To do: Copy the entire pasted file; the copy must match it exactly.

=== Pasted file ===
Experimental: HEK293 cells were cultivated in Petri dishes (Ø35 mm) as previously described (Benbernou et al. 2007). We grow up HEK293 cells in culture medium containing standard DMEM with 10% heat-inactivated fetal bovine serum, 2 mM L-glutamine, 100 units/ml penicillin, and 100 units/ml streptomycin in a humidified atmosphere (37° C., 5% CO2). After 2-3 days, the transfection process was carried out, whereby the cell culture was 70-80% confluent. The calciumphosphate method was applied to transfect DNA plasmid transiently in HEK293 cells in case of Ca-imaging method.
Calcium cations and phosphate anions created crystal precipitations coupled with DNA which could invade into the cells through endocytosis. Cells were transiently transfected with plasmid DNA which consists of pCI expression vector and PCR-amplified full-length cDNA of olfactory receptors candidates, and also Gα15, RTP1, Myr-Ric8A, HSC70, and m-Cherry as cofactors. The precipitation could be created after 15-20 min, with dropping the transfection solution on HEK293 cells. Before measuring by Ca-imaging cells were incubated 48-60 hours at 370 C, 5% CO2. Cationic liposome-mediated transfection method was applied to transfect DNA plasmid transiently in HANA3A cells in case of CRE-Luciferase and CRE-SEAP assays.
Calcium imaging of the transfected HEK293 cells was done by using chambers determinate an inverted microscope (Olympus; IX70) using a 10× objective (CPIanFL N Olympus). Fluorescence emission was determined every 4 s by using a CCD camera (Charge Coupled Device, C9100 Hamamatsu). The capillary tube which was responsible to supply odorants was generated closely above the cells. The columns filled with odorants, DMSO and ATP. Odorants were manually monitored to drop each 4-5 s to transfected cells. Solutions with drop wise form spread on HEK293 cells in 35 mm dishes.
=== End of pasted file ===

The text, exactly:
Experimental: HEK293 cells were cultivated in Petri dishes (Ø35 mm) as previously described (Benbernou et al. 2007). We grow up HEK293 cells in culture medium containing standard DMEM with 10% heat-inactivated fetal bovine serum, 2 mM L-glutamine, 100 units/ml penicillin, and 100 units/ml streptomycin in a humidified atmosphere (37° C., 5% CO2). After 2-3 days, the transfection process was carried out, whereby the cell culture was 70-80% confluent. The calciumphosphate method was applied to transfect DNA plasmid transiently in HEK293 cells in case of Ca-imaging method.
Calcium cations and phosphate anions created crystal precipitations coupled with DNA which could invade into the cells through endocytosis. Cells were transiently transfected with plasmid DNA which consists of pCI expression vector and PCR-amplified full-length cDNA of olfactory receptors candidates, and also Gα15, RTP1, Myr-Ric8A, HSC70, and m-Cherry as cofactors. The precipitation could be created after 15-20 min, with dropping the transfection solution on HEK293 cells. Before measuring by Ca-imaging cells were incubated 48-60 hours at 370 C, 5% CO2. Cationic liposome-mediated transfection method was applied to transfect DNA plasmid transiently in HANA3A cells in case of CRE-Luciferase and CRE-SEAP assays.
Calcium imaging of the transfected HEK293 cells was done by using chambers determinate an inverted microscope (Olympus; IX70) using a 10× objective (CPIanFL N Olympus). Fluorescence emission was determined every 4 s by using a CCD camera (Charge Coupled Device, C9100 Hamamatsu). The capillary tube which was responsible to supply odorants was generated closely above the cells. The columns filled with odorants, DMSO and ATP. Odorants were manually monitored to drop each 4-5 s to transfected cells. Solutions with drop wise form spread on HEK293 cells in 35 mm dishes.